The woman in her 40s, sheltering from the rain in a downtown Belfast doorway yesterday, was unaware that the building will soon house the city's first private abortion clinic.
Next week's opening has caused quite a stir, but she was unaware.
"Really?" said the woman, a west Belfast Catholic in her 40s. "Well, I would say okay, yep, go ahead. I used to work in a youth background in my neighbourhood and we gave out advice. I can see where there are times where it does have to be used."
Just along the street, a 20-year-old single woman voices the hostility of many locals. "I don't agree with that. I think that's terrible, that's awful. It shouldn't happen here at all."
The new clinic, run by the Marie Stopes organisation, is on the eighth floor of an anonymous office block in an area known for its nightlife.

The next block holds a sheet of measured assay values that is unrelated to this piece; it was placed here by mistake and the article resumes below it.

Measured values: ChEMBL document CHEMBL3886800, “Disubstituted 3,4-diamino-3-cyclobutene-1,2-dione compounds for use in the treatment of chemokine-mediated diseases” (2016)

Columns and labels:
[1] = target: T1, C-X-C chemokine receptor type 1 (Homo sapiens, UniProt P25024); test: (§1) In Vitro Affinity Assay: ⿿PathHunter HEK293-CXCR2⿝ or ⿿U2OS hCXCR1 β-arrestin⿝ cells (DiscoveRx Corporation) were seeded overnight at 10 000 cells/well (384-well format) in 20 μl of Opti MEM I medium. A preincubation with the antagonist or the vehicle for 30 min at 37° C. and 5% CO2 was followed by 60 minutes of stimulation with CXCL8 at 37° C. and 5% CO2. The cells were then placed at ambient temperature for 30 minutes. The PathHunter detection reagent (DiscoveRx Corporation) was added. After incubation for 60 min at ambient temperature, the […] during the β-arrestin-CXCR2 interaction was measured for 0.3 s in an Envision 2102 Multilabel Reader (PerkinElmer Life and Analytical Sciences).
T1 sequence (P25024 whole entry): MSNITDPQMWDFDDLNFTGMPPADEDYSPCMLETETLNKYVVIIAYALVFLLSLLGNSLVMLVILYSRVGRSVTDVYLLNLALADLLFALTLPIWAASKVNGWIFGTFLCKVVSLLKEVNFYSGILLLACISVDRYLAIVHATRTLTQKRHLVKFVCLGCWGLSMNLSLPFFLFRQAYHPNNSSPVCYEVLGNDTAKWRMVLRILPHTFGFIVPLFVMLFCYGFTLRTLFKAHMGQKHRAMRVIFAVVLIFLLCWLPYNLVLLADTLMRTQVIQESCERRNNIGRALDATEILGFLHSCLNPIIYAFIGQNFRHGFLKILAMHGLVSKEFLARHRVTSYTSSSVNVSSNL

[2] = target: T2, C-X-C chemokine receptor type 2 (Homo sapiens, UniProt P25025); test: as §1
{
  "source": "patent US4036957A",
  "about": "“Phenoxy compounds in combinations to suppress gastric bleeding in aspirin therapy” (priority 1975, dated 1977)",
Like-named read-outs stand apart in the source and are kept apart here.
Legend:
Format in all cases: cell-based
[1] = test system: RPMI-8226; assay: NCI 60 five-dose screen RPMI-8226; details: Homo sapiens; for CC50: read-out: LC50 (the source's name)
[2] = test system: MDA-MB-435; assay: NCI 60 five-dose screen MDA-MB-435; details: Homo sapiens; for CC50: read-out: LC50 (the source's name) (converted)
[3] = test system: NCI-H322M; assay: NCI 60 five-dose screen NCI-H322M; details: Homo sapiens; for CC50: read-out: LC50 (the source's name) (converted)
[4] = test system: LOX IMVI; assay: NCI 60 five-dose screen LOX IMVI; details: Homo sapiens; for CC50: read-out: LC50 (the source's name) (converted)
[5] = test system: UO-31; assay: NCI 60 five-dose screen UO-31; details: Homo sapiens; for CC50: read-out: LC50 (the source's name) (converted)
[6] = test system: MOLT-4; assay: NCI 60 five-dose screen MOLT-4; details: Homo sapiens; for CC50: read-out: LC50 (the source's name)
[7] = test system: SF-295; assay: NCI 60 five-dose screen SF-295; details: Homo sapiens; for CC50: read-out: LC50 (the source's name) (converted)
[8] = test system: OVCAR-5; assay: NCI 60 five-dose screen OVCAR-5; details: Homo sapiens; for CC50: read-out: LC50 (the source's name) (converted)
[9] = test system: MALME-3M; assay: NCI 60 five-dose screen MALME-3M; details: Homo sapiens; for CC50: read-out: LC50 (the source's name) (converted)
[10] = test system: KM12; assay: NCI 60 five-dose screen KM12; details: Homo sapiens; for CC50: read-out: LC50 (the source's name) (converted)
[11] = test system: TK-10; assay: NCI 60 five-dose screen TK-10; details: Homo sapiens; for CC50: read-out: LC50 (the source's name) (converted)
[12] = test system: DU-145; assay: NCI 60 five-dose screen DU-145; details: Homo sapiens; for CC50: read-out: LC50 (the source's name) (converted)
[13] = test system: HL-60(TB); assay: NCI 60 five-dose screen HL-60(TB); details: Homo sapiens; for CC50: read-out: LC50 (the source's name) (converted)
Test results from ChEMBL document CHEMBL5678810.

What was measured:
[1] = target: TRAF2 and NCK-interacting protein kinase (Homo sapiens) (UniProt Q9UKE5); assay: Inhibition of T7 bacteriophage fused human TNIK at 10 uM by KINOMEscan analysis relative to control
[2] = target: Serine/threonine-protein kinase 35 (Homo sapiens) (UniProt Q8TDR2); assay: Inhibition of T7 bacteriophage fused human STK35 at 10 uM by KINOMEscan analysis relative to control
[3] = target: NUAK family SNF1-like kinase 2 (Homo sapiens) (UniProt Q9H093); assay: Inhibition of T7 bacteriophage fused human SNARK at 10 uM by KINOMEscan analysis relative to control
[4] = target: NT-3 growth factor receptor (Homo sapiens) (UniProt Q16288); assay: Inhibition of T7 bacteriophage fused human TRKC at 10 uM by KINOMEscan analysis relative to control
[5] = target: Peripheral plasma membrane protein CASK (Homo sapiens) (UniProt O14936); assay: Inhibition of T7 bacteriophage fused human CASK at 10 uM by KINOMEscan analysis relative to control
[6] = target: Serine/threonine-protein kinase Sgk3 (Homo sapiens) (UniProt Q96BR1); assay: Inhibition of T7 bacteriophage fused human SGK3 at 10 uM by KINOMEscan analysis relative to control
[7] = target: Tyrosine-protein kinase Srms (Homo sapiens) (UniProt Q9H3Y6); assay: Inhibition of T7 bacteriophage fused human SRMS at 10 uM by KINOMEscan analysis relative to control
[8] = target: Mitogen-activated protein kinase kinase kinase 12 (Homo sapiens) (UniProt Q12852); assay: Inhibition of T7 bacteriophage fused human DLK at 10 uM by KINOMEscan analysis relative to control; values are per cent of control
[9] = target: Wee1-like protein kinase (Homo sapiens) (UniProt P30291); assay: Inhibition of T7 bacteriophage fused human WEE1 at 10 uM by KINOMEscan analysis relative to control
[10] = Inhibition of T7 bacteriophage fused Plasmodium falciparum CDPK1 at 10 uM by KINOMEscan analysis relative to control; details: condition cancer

There is little in the way of major medical equipment, since procedures will be carried out with drugs.
"This place is warm, welcoming and non-judgmental, offering safety, security and confidentiality," programme director Dawn Purvis said.
The clinic is a first for Northern Ireland but still subject to its strict abortion laws, which mean abortions can be carried out only in the first nine weeks of pregnancy, and when continuing the pregnancy would have serious, permanent or long-term effects on the physical or mental health of the woman.